COLUMBUS, Ohio (WCMH) — The world pivoted to computer screens overnight and now a lot of people are using online platforms to communicate. Not only have meetings and work transitioned online but so have major life events, like weddings.
“It’s in 12 days, what could happen in 12 days? We’re so close.” Katie Santry and her husband were supposed to get married surrounded by over 300 of their close family and friends on March 28.
Once the world shutdown and the pandemic caused communities to stay away from large groups, their plans quickly changed. They had to reevaluate how they would handle the situation in a few short days. They decided they wanted to keep their original wedding date and ultimately figure the rest out after this pandemic.
Santry rented an AirBnB for the day and decorated the condo with a few hundred dollars worth of decorations. They set up a stand for their phone and live streamed their wedding on Facebook.
“When we came out and did the ceremony, we Facebook lived it and after we went back on Zoom,.” Santry said.
All of their friends and family were joining them on Zoom for some toasts and virtual celebrations.
Cathy Fallon teaches etiquette for a living. She’s worked with children, adults, athletes and everyone in between. She says she’s already had numerous inquiries about how to handle situations online or through video chats.
“It’s a new territory,” Fallon said.
It’s so new, no one really knows how it’s supposed to be done.
“I tell my brides, ‘Send detailed invitations so people know what you expect of them and what they should expect,'” Fallon said.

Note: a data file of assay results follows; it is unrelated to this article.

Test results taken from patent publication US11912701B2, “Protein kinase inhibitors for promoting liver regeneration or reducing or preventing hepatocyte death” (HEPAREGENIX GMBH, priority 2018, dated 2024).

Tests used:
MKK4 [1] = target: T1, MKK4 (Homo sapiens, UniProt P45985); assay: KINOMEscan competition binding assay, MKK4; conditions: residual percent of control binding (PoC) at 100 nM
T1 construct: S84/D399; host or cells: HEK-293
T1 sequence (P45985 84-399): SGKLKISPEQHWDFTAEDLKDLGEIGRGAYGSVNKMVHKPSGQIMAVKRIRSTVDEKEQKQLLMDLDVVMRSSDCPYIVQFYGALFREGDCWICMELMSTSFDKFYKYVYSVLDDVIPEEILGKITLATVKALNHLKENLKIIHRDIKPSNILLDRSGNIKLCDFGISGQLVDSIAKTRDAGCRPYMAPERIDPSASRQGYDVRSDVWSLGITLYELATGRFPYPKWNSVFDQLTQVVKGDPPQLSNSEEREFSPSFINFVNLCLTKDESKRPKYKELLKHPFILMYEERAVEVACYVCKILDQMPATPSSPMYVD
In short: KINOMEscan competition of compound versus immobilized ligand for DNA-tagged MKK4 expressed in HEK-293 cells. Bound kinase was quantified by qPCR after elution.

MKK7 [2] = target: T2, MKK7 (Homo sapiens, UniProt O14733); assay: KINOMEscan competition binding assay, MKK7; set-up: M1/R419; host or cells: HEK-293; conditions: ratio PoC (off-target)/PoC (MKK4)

She has some advice for wedding guests who plan on logging on to a wedding this year:
- Log on to the event at least five minutes ahead of time so you’re not popping up late.
- It’s crucial to dress up because not only does it show respect, but it helps the couple feel a little more comfortable with this unique situation.
- Mute your microphone during the ceremony.
- Gifts are a must. Fallon said to consider two things when discussing wedding gifts: your budget and how well you know the couple. She says a lot of couples understand in these times, many people have been out of work, so a delayed gift is fine. She also said just a nice card in the meantime is also respectful and most couples will understand. “Treat gift giving as if you’re attending in person.”
- Do not record or share videos of the ceremony online unless you’ve already talked to the couple about it. It’s their day and they should have some control of some part of their big day.
- Don’t share or send out the Zoom link to the wedding. They have invited certain people for a reason and unless they okay it, sharing with strangers is a big no.
As for Katie Santry and her new husband, their day may have been different than they could have ever expected, but they wouldn’t change it for the world.
“It was honestly perfect,” Santry said. “We talk about it all the time and I believe everything happens for a reason.”
And when it comes to virtual meetings and online chats, there are also some things Fallon said you should remember. Here are her top tips and etiquette guidelines for meetings online:
- Eat a snack before virtual meetings so you are not distracted by a growling stomach.
- Light up the camera with more than your smile. Get natural light or ring light or a lamp and shine it on your face where the lamp doesn’t show on camera.
- Find the lens. Imagine an audience is inside that lens and speak directly to it. You’ll instantly exude more executive presence.
- Fill the frame. Dominate the screen for more gravitas.
- Eliminate distractions. You don’t have to have a professional backdrop, but no clutter.
- The host should be the last one to leave just to make sure no one gets cut off or loses a last-minute point.
- Stay on mute if you are not talking.
- Use a video option if possible. Otherwise, it’s a conference call.